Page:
Besides affecting the quality of your sleep (and we all want to know how to sleep better), your pillow can also impact your wellbeing if you don't change it often enough. But, how?
If you need further incentive to adhere to the how often should you change your pillows rule, it's worth noting that your pillow is a perfect breeding ground for dust mites, which devour your dead skin cells and thrive in environments that are warm and humid. The microscopic mites aren't dangerous, but they can trigger eczema for some and aggravate allergy symptoms in others.
Dust mites aren't the only things lurking on your pillow. In a 2005 study at the University of Manchester in the UK, scientists analyzed ten pillows that had been slept on for anywhere from one and a half to 20 years. They found that each one hosted up to 16 different fungi! For most people, the fungus in pillows is harmless. But, for people with asthma, other chronic respiratory diseases, or immunocompromised systems, it may cause significant ill-effects.
A good pillow should also keep your head and neck in alignment with your spine when you sleep. In fact, it's one of the reasons choosing the best pillow for neck pain is so important. It's important to make sure you're using the right density for your sleep position. Snoozing on the wrong pillow can cause serious back and neck strain. This is particularly vital for travelling too—you should always make sure you have the best travel pillow to hand to prevent injuries or strain when on the road.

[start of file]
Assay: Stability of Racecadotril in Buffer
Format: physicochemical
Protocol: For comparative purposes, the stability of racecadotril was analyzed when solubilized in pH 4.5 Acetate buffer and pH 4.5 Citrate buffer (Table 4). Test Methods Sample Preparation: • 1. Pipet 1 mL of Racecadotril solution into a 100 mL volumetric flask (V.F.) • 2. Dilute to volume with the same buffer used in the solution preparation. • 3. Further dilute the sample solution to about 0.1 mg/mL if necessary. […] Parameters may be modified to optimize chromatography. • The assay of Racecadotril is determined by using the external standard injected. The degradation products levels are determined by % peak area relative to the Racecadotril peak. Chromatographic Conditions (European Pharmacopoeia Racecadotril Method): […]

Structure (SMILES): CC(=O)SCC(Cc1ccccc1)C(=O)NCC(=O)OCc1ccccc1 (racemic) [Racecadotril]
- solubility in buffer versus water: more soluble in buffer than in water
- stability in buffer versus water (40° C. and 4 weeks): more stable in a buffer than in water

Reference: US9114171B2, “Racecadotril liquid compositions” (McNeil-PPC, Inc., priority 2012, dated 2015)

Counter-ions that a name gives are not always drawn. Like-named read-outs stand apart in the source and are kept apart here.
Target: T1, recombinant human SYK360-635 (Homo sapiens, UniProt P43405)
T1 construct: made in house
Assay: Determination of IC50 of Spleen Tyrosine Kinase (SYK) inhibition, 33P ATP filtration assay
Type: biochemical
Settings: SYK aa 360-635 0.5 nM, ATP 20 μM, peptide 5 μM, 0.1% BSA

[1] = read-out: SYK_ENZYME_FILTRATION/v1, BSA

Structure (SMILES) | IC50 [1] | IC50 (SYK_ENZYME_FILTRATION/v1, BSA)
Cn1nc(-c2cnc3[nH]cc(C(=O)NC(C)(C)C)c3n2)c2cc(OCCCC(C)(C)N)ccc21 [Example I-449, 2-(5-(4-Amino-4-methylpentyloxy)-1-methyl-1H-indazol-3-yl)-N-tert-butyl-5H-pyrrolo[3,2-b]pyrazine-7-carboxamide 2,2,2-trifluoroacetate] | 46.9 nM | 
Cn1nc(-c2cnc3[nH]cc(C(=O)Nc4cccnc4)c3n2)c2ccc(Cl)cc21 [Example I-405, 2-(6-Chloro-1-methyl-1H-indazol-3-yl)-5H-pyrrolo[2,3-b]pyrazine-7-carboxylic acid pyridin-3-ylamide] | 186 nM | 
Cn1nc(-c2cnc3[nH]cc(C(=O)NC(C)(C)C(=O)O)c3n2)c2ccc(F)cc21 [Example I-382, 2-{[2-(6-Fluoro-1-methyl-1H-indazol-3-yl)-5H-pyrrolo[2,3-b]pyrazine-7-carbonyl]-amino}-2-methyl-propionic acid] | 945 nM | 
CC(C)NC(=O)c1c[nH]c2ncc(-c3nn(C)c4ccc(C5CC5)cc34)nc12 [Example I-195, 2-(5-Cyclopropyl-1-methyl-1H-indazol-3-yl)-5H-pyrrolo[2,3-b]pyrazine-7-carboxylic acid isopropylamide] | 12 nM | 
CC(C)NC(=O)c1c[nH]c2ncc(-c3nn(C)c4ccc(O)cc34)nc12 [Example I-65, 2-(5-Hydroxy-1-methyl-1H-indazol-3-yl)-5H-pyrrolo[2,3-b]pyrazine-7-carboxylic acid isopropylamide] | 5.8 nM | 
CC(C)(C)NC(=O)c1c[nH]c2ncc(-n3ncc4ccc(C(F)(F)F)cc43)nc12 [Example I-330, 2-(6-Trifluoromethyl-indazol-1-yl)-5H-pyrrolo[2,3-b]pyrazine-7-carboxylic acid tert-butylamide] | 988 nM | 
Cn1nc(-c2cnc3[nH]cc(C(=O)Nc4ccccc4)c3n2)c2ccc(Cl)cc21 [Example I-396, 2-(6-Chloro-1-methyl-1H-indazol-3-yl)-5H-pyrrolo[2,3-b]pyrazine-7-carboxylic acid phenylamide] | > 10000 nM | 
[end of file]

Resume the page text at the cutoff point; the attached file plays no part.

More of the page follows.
If you typically sleep on your side, you'll need a thicker, firmer pillow to provide enough support for your neck. Stomach sleepers need to make sure their pillows are reasonably flat, so their necks don’t get hyperextended backward. The best cooling pillows can be a great option for this. And, if you sleep on your back, you'll need a pillow that’s firm enough to prevent your head from sinking too much and soft enough to ensure that your neck isn't arched too far forward.
Tell-tale signs that you need a new pillow